Cigar Culture in the United States
Time to read 4 min
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Time to read 4 min
Cigar culture in the United States boasts a long and fascinating history and has run parallel with the country's growth, social shifts, and changing preferences. It began as a novelty product brought back by explorers, only to quickly gain status as a symbol of luxury and style. There is no denying the fact that the cigar has played a significant role in American culture. Let’s take a look into the evolution of cigar culture in the US, its history, industry, manufacturing, trends, market, legislation, and cultural impact.
Cigar smoking found its way to American soil in 1492 through the encounters between European explorers and indigenous peoples, particularly the Taino people of Cuba. By then, tobacco was a well-known and integral part of the indigenous Caribbean cultures but was entirely unfamiliar to Europeans until the discovery of the New World in the 15th century. The first European observers were amazed by the indigenous people's practice of smoking dry herbs wrapped in leaves, a precursor to the modern cigar.
Following the arrival of Europeans and the first wave of colonization, tobacco quickly became one of the primary products driving European colonialism. The Spanish, in particular, introduced tobacco to Europe in the early 16th century. Initially, it was regarded as the "sacred herb" due to its alleged medicinal properties. In time, European sailors and conquistadors adopted the practice of smoking rolled tobacco leaves. This made smoking primitive cigars rather prevalent throughout Spain, Portugal, France, Italy, and the Dutch Empire.
Tobacco cultivation began earnestly in Spanish colonies like Hispaniola and Santo Domingo in the early 16th century. In 1542, the first cigar factory was established in Cuba. While tobacco was originally believed to have medicinal qualities, it eventually faced censure from figures like Philip II of Spain and James I of England.
However, it was during the Seven Years' War that cigar smoking gained a strong foothold in the United States. Israel Putnam is credited with bringing a cache of Havana cigars back to the US, popularizing cigar smoking after the American Revolution. He also introduced Cuban tobacco seeds, which were planted in New England and contributed to the development of the renowned shade-grown Connecticut wrapper.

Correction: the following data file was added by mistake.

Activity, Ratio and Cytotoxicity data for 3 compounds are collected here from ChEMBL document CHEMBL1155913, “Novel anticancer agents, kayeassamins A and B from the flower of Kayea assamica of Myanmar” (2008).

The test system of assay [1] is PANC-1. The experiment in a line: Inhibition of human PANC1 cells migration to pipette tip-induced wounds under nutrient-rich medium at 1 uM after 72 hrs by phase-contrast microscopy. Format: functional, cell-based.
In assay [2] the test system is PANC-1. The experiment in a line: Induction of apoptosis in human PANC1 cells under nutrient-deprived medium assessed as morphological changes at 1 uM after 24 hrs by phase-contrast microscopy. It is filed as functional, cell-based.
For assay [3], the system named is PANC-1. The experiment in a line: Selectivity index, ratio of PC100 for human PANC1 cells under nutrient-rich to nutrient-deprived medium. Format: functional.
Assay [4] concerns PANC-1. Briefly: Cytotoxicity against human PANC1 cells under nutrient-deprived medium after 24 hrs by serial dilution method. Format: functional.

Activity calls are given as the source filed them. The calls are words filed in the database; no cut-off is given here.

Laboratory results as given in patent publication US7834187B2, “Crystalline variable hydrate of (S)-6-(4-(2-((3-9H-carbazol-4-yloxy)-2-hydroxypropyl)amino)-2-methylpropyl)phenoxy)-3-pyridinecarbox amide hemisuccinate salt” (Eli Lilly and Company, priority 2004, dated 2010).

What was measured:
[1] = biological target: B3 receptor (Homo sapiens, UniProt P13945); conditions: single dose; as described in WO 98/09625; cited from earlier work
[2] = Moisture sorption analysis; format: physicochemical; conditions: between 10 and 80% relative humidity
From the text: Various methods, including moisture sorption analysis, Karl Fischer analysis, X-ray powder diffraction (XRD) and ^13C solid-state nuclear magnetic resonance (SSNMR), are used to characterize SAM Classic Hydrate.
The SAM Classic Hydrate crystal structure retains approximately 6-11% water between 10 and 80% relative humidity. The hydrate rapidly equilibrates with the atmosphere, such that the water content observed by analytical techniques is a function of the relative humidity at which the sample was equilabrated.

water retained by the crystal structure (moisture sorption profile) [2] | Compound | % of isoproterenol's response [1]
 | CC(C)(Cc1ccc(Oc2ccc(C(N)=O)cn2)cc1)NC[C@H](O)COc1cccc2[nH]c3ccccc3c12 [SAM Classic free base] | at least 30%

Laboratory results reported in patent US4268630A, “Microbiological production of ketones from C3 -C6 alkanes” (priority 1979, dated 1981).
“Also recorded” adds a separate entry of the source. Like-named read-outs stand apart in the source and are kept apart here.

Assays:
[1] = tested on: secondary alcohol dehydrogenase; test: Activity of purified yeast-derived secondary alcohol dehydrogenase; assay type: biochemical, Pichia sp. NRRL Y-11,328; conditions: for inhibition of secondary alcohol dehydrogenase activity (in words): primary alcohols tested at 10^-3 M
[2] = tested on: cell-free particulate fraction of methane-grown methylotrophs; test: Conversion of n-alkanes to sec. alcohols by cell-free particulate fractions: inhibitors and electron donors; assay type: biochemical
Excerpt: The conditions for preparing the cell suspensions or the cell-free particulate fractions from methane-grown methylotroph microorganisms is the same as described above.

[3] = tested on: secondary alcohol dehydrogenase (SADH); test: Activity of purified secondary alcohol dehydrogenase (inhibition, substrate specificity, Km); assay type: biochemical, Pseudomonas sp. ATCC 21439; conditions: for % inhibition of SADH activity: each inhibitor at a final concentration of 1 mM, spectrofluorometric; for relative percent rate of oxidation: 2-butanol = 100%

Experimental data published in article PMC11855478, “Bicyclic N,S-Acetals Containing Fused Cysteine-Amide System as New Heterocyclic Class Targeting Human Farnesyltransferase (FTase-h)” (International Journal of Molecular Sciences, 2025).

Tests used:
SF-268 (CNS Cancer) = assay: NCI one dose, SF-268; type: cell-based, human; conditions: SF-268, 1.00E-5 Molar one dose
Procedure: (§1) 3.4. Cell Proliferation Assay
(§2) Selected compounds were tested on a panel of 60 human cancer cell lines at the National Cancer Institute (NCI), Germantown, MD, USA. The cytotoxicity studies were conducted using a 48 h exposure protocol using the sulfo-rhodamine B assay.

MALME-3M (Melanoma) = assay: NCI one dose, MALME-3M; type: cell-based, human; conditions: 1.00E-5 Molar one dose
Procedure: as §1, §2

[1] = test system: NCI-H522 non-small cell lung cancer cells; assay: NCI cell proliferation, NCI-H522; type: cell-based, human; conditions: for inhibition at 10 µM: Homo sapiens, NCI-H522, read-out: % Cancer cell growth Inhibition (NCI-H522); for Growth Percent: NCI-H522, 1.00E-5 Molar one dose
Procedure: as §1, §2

In the late 18th and 19th centuries, cigar smoking was common, while cigarettes remained relatively rare. Interestingly, famous writer Rudyard Kipling even penned a famous smoking poem, "The Betrothed," in 1886. The cigar business became a booming industry, employing a good number of people. This was before the mechanized manufacturing of cigars became common. Cigar workers in both the US and Cuba were actively involved in labor strikes and disputes, laying the foundation for modern labor unions.
One important figure in the history of American cigar culture is Vicente Martinez Ybor. In 1869, he relocated his cigar manufacturing operations from Havana, Cuba, to Key West, Florida, escaping the turmoil of the Ten Years' War. Other manufacturers soon followed, making Key West an important cigar manufacturing center. In 1885, Ybor moved again, establishing the largest cigar factory in the world in Ybor City, near Tampa, Florida.
Thousands of Cuban and Spanish tabaqueros (tobacconists) migrated to the area, producing hundreds of millions of cigars annually. By 1929, Ybor City and West Tampa had rolled over 500 million ‘clear Havana’ cigars, earning the nickname ‘Cigar Capital of the World’.
However, this peak was short-lived and most factories had closed by the early 1930s. Today, only one company, the J. C. Newman Cigar Company continues to make cigars in the Ybor City area, using antique, hand-operated, cigar-making machines from the 1930s.
In New York, cigars were initially made by rollers working in their homes. By 1883, cigars were manufactured in 127 apartment houses in New York, providing employment for numerous families and individuals. A state statute banning this practice, citing wage suppression, was briefly enacted but later ruled unconstitutional. The industry returned to New York, where it continued to thrive.
By 1905, there were 80,000 cigar-making operations in the US, most of them small, family-operated shops where cigars were rolled and sold immediately. While machine-made cigars have become more widespread, some are still rolled by hand, especially in Central America, Cuba, and small cigar factories in US cities. These hand-rolled cigars bear the label ‘totally a mano’ or ‘hecho a mano’, highlighting their quality and craftsmanship.
Today, cigar culture in the United States has evolved significantly. While cigars are no longer as rampant as they once were, they continue to have a following of aficionados who appreciate the artistry and tradition behind hand-rolled cigars.
Cigars have also found a place in popular culture, with cigar lounges, clubs, and events serving as gathering spots for enthusiasts. Cigar makers have adapted to modern tastes, offering a wide range of flavors and styles to cater to diverse palates.
The cigar industry has not been without its challenges, including legislative and regulatory hurdles. In recent years, cigar regulations have undergone changes, including labeling requirements and taxation. Advocacy groups and cigar enthusiasts have been active in defending their interests and preserving the tradition of cigar smoking.
From its early days as a novelty product to its status as a symbol of sophistication and luxury, the cigar has considerably influenced American culture. Having battled several challenges, the traditions of cigar culture continue to thrive, thanks to the community of aficionados who appreciate the pleasures of cigar smoking.